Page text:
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Kentucky on track for worst flu season in 10 years as pediatric deaths from virus reach record highs

Gov. Andy Beshear on Monday encouraged Kentuckians to get vaccinated against the flu and reported six new, flu-related pediatric deaths, including three in the past week. This toll already meets the prior record for the highest number of pediatric influenza deaths ever reported in Kentucky in a single flu season. The prior record was established during the 2019-2020 flu season when six children died of influenza.

None of the children who died in the current influenza season had received a flu shot, according to the Department for Public Health.

“This is a milestone we did not want to cross, and our prayers are with each of these families as they mourn the loss of their loved one,” said Gov. Beshear. “We are urging our families to get vaccinated as soon as possible to get protected from contracting the flu and COVID.”

(NKyTribune file)

“This current flu season is on track to be the worst in Kentucky in at least 10 years,” said Dr. Steven Stack, commissioner of the Department for Public Health. “The flu vaccine is the single best way to protect you and your loved ones against the flu and reduces the risk of becoming dangerously ill or spreading disease.

“Unfortunately, fewer than 40% of Kentucky children have received their flu shot this season. It is imperative that every Kentuckian take the essential steps to protect themselves, their loved ones and their communities,” he added.

State public health officials report weekly to the U.S. Centers for Disease Control and Prevention (CDC) as part of statewide flu surveillance efforts. The Governor has been providing weekly updates on Thursdays as part of his Team Kentucky update news conferences. Kentucky currently is reporting 29,341 laboratory-confirmed cases of flu, with the state flu activity level classified as “widespread” for the ninth consecutive week. Most reported cases of influenza have occurred in children. The most current weekly report is available at www.chfs.ky.gov.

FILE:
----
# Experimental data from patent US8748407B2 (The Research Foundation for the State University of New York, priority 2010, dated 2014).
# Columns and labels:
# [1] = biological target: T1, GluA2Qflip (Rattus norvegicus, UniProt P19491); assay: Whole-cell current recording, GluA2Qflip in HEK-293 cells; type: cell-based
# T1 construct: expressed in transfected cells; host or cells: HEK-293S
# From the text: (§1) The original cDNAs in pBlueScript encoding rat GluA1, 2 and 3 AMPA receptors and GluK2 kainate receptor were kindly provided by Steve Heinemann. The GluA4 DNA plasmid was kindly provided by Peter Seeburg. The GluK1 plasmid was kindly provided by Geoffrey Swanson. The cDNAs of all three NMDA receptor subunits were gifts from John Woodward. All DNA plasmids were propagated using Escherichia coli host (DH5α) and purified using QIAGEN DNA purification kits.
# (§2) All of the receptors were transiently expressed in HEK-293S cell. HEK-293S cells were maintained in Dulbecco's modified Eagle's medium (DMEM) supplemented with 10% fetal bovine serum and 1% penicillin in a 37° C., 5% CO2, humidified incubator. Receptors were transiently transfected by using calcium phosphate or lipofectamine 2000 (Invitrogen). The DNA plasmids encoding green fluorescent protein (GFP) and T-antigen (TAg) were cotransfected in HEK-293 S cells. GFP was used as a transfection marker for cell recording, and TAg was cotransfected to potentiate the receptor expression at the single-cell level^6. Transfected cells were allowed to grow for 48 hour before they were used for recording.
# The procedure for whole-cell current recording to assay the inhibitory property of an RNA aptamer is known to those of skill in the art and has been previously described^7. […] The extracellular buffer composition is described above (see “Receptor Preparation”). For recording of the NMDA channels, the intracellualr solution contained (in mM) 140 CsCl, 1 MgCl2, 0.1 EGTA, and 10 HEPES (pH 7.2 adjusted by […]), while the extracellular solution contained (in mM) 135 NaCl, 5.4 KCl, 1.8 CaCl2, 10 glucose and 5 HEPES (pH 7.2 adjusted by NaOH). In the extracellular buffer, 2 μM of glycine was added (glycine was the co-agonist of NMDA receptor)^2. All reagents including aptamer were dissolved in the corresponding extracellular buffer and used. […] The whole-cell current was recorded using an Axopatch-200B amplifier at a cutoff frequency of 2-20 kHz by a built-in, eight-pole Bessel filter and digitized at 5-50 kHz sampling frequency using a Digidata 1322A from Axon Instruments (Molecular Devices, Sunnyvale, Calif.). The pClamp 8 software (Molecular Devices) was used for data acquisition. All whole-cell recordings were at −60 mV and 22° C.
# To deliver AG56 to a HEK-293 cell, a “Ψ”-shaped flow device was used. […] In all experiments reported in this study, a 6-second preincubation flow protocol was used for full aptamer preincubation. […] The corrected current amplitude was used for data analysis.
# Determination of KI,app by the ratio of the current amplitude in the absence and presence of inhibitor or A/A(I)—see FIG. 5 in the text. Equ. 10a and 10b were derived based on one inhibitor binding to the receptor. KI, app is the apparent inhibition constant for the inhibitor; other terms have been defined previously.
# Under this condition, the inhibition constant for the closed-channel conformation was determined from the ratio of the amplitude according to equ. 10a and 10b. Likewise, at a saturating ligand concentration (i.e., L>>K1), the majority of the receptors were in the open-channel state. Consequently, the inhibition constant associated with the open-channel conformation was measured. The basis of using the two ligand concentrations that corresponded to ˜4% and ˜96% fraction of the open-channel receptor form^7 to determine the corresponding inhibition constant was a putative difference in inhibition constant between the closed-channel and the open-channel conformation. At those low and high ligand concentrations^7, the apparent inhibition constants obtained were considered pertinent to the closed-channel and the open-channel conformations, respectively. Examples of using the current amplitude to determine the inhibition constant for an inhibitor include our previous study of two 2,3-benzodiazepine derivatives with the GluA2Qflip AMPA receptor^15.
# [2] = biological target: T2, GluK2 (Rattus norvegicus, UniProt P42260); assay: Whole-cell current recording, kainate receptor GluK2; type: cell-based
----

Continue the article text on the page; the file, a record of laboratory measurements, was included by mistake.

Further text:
Flu is a serious viral upper respiratory illness that can lead to prolonged sickness and absenteeism from school or work, medical visits to the emergency room or hospitalizations, and, in severe cases, death. Infection with the flu virus can cause fever, headache, cough, sore throat, runny nose, sneezing and body aches. Co-infections with other respiratory diseases, like RSV, COVID-19 and group A streptococcus, can increase risk of complications.

Though most influenza infections result in mild illness, serious symptoms such as difficulty or fast breathing, seizures, bluish lips or face, high fever (above 104 degrees), fever or cough that improves but then comes back or gets worse, dehydration (e.g., no urine for eight hours, dry mouth, no tears), or worsening of other medical conditions require medical attention. Antiviral treatment of influenza is also recommended to reduce the severity of the illness.

Health officials are strongly encouraging Kentuckians to get a flu vaccination. The CDC recommends that everyone ages 6 months older get the annual flu vaccine, especially children who are younger than 5 and people of any age who have a high-risk medical condition, because of their increased risk of developing complications that can lead to hospitalization or death.

Flu vaccines are widely available in healthcare provider offices and pharmacies. Vaccination can be given any time during the flu season and can be administered at the same time as COVID-19 vaccine or booster doses. Appointments for flu vaccination may be found at vaccines.gov.

Health officials also encourage good health habits to prevent the transmission of flu and other respiratory illnesses. These include washing hands often with soap and warm water, wearing a well-fitting mask when in indoor public places, and staying at home from work or school when sick.

More information on influenza is available at www.cdc.gov.

Governor’s Office

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One Comment

  1. W. Jamie Ruehl says:

    This is what happens when a majority of our population “shelter in place” for an extended period of time: Our immune systems are not subjected to the constant onslaught of new variations gradually. We can’t stop the flu and its constant evolution, but we can have well-trained immune systems from the constant exposure to the lesser diverse and or more advantageous variants.

    My household gets the flu vaccine every year, plus the natural immunity from the constant exposure gives us a competitive edge when battling the ever-evolving virus and bacteria. Our kids are good little incubators of germs, but the constant exposure (and subsequent constant refining of our immune system) is a good thing. The small-gradual rather than large-abrupt introduction of variants is preferred and strengthening.

    There are those in our population who are going to be fragile no matter what, and I say we do our best to protect and serve them. The general population on the other hand requires “heat in the forge” so we come out stronger.

    Lockdowns sold to us by the Governor Beshear administration hurt us in so many ways but we are just now realizing how his administration set us up for a large-abrupt introduction of the flu and bacteria.

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